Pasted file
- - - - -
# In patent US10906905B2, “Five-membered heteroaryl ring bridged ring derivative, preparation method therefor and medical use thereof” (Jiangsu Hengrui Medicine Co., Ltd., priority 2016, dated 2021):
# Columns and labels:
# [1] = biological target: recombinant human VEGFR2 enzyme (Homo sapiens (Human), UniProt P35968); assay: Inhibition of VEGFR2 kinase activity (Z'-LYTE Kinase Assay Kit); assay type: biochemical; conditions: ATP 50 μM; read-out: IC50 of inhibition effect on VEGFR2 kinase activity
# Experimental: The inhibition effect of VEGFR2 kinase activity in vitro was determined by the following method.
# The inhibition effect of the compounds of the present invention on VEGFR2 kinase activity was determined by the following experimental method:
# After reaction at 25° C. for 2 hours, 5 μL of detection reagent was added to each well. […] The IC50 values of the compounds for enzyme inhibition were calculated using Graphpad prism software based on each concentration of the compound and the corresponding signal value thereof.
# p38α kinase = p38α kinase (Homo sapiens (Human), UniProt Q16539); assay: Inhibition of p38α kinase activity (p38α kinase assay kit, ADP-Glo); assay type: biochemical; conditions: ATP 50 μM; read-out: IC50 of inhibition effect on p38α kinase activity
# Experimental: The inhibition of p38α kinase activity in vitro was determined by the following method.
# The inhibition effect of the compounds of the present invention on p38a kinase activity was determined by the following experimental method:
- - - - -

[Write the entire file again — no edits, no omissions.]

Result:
# In patent US10906905B2, “Five-membered heteroaryl ring bridged ring derivative, preparation method therefor and medical use thereof” (Jiangsu Hengrui Medicine Co., Ltd., priority 2016, dated 2021):
# Columns and labels:
# [1] = biological target: recombinant human VEGFR2 enzyme (Homo sapiens (Human), UniProt P35968); assay: Inhibition of VEGFR2 kinase activity (Z'-LYTE Kinase Assay Kit); assay type: biochemical; conditions: ATP 50 μM; read-out: IC50 of inhibition effect on VEGFR2 kinase activity
# Experimental: The inhibition effect of VEGFR2 kinase activity in vitro was determined by the following method.
# The inhibition effect of the compounds of the present invention on VEGFR2 kinase activity was determined by the following experimental method:
# After reaction at 25° C. for 2 hours, 5 μL of detection reagent was added to each well. […] The IC50 values of the compounds for enzyme inhibition were calculated using Graphpad prism software based on each concentration of the compound and the corresponding signal value thereof.
# p38α kinase = p38α kinase (Homo sapiens (Human), UniProt Q16539); assay: Inhibition of p38α kinase activity (p38α kinase assay kit, ADP-Glo); assay type: biochemical; conditions: ATP 50 μM; read-out: IC50 of inhibition effect on p38α kinase activity
# Experimental: The inhibition of p38α kinase activity in vitro was determined by the following method.
# The inhibition effect of the compounds of the present invention on p38a kinase activity was determined by the following experimental method: